SAN DIEGO -- The Phillies' 2-0 win over the San Diego Padres in Game 1 of the National League Championship Series on Tuesday night came down to four clutch performances.
Let's relive them.
Zack Wheeler was spectacular in holding the Padres to one hit and one walk over seven shutout innings. He struck out eight.
It was his night. Well, another one of his nights. He finished the regular season by allowing just one run in 15 innings over his last three starts and has followed that with three gems in the postseason. And, yes, his Game 2 loss in Atlanta was a gem. He pitches six shutout innings in that one if Rhys Hoskins handles a routine ground ball with two outs in the sixth.
Oh, well, what does it matter now?
Early on Tuesday night, Wheeler could have gone either way. He walked a batter in the first inning and needed 24 pitches to get through the frame.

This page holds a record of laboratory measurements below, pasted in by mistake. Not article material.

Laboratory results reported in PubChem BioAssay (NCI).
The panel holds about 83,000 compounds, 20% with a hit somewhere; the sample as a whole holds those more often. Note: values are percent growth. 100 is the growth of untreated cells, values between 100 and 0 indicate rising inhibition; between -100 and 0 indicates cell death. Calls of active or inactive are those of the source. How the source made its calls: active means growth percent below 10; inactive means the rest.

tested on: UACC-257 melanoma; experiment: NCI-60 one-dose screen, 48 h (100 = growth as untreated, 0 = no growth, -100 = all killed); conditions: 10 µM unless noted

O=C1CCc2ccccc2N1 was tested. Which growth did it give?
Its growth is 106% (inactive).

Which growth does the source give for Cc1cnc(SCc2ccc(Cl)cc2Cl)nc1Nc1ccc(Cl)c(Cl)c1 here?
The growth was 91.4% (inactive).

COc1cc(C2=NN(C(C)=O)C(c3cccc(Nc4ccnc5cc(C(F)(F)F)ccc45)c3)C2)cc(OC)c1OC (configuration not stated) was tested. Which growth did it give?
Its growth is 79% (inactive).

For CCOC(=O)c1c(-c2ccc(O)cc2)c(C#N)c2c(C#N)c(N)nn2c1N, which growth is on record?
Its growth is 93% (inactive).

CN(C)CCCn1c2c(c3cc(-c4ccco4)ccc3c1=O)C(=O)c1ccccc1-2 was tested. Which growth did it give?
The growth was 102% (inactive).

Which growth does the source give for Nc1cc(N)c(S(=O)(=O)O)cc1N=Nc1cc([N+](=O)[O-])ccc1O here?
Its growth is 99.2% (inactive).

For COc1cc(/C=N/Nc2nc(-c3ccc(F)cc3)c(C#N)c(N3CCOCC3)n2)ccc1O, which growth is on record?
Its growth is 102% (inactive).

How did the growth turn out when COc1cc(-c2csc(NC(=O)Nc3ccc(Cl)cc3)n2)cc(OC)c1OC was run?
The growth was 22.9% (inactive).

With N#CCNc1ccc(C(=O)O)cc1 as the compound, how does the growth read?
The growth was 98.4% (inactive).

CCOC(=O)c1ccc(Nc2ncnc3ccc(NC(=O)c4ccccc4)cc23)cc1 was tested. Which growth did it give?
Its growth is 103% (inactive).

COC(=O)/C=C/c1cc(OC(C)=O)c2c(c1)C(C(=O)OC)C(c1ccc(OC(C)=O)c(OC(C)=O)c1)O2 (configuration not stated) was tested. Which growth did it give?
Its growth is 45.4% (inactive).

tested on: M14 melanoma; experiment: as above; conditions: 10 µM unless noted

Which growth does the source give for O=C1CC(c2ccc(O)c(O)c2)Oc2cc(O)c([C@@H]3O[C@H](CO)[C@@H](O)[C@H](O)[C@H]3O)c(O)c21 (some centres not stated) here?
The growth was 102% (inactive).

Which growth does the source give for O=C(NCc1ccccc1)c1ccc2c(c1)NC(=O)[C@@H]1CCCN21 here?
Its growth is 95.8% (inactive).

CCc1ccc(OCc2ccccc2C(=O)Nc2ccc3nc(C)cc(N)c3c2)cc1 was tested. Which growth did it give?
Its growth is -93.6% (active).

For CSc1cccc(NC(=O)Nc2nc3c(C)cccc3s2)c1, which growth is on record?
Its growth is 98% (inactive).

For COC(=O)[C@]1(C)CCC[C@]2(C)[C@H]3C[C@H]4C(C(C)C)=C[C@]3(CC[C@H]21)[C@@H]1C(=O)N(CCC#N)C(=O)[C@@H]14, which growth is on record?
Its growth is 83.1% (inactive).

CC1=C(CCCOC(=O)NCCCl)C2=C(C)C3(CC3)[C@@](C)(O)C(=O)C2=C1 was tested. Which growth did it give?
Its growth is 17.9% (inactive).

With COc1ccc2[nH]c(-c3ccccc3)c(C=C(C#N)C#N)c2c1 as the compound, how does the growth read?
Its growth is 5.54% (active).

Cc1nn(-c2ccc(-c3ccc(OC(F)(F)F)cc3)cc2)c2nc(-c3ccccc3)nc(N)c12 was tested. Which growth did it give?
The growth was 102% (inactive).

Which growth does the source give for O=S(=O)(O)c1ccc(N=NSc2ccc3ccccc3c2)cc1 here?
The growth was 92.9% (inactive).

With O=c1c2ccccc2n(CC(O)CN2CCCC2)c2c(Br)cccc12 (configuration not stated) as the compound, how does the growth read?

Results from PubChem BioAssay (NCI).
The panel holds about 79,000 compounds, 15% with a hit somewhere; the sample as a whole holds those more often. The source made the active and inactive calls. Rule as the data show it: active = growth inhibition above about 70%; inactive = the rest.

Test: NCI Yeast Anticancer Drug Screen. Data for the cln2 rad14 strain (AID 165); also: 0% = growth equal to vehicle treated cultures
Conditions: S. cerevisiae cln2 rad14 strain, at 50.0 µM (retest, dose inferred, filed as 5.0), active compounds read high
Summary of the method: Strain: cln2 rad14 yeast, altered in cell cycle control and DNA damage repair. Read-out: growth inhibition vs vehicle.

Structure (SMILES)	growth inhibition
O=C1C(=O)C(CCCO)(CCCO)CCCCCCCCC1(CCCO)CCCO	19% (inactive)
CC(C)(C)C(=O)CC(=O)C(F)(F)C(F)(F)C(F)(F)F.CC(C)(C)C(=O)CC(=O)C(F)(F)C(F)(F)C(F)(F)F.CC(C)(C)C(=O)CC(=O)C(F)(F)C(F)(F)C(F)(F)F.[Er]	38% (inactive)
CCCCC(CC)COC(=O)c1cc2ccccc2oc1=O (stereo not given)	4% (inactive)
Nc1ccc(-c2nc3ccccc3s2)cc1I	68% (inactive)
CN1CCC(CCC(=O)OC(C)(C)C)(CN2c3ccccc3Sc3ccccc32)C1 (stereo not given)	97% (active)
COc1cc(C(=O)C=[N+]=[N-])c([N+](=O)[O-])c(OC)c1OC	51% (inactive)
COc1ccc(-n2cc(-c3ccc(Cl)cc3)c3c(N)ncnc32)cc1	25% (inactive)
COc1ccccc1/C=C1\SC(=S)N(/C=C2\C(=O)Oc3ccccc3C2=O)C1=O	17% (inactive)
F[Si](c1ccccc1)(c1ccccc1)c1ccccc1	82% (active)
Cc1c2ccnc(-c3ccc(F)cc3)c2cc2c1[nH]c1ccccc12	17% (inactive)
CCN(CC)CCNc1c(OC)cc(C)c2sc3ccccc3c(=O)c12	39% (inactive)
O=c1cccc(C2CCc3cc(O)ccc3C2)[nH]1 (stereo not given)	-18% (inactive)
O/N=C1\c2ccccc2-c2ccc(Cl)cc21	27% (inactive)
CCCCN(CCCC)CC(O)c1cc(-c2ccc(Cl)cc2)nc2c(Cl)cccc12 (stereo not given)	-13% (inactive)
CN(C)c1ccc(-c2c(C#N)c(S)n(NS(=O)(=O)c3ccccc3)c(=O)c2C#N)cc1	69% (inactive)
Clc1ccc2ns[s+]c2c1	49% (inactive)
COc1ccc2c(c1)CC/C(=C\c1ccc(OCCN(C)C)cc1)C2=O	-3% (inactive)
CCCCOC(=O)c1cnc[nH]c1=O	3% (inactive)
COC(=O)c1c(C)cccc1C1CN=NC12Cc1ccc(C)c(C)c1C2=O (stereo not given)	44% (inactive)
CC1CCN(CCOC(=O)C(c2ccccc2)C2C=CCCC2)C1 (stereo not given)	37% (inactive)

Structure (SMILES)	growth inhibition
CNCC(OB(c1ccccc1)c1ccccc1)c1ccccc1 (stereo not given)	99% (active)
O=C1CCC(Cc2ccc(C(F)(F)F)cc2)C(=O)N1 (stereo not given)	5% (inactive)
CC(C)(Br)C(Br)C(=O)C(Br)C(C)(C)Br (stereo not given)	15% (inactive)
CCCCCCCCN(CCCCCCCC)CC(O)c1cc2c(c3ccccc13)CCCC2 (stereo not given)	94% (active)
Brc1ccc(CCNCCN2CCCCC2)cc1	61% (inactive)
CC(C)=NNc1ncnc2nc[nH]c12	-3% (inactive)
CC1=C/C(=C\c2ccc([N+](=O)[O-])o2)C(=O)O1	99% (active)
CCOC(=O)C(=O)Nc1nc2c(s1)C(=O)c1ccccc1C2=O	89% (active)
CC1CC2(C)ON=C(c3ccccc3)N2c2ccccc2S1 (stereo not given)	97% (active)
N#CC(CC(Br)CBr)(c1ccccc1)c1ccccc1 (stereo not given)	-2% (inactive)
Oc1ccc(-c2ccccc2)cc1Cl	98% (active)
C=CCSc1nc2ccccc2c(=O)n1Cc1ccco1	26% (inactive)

"After that first inning," catcher J.T. Realmuto said, "we were thinking it's going to be a dogfight to get him through six then all of a sudden he's flying through innings on five, six, seven pitches."
Wheeler came out at 83 pitches.
"I thought it was the right move," Realmuto said. "His fastball command and velocity were a little down the last couple of innings and they were finding the barrel a little more."
Wheeler beat the Padres on May 18. He pitched seven shutout innings, walked none and struck out nine that day.
San Diego manager Bob Melvin thought Wheeler was even better this time.
"He had a really good fastball early," Melvin said. "He started mixing up his slider a little bit and then started using his curveball next time around.
"That's probably as good a pitching performance as we've seen all year. Only walked one, struck out eight, was ahead in the count. He was pretty good."